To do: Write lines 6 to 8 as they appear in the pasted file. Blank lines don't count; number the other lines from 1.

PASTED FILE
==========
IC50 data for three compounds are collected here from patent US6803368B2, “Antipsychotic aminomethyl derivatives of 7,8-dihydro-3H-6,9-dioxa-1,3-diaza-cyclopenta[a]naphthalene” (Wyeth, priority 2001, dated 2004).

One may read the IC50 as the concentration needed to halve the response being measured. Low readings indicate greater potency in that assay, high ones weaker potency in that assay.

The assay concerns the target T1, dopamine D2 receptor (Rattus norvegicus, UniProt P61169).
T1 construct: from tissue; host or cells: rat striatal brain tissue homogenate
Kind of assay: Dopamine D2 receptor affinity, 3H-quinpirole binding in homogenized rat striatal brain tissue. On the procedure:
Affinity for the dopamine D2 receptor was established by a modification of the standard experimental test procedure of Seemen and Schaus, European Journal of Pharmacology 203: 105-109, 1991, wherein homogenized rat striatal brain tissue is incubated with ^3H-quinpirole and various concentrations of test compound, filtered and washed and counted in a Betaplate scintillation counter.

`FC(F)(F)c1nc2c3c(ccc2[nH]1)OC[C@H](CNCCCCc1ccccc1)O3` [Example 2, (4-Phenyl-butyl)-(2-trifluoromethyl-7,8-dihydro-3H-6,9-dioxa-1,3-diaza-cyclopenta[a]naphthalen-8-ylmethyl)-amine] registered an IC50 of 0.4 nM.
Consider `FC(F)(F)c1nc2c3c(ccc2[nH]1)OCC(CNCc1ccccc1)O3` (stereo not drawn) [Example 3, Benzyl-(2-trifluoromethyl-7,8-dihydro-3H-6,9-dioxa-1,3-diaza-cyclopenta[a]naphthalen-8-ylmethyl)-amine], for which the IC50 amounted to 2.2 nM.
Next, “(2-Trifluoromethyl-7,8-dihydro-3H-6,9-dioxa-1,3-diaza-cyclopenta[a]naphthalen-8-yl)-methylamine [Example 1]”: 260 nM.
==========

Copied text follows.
Affinity for the dopamine D2 receptor was established by a modification of the standard experimental test procedure of Seemen and Schaus, European Journal of Pharmacology 203: 105-109, 1991, wherein homogenized rat striatal brain tissue is incubated with ^3H-quinpirole and various concentrations of test compound, filtered and washed and counted in a Betaplate scintillation counter.

`FC(F)(F)c1nc2c3c(ccc2[nH]1)OC[C@H](CNCCCCc1ccccc1)O3` [Example 2, (4-Phenyl-butyl)-(2-trifluoromethyl-7,8-dihydro-3H-6,9-dioxa-1,3-diaza-cyclopenta[a]naphthalen-8-ylmethyl)-amine] registered an IC50 of 0.4 nM.
Consider `FC(F)(F)c1nc2c3c(ccc2[nH]1)OCC(CNCc1ccccc1)O3` (stereo not drawn) [Example 3, Benzyl-(2-trifluoromethyl-7,8-dihydro-3H-6,9-dioxa-1,3-diaza-cyclopenta[a]naphthalen-8-ylmethyl)-amine], for which the IC50 amounted to 2.2 nM.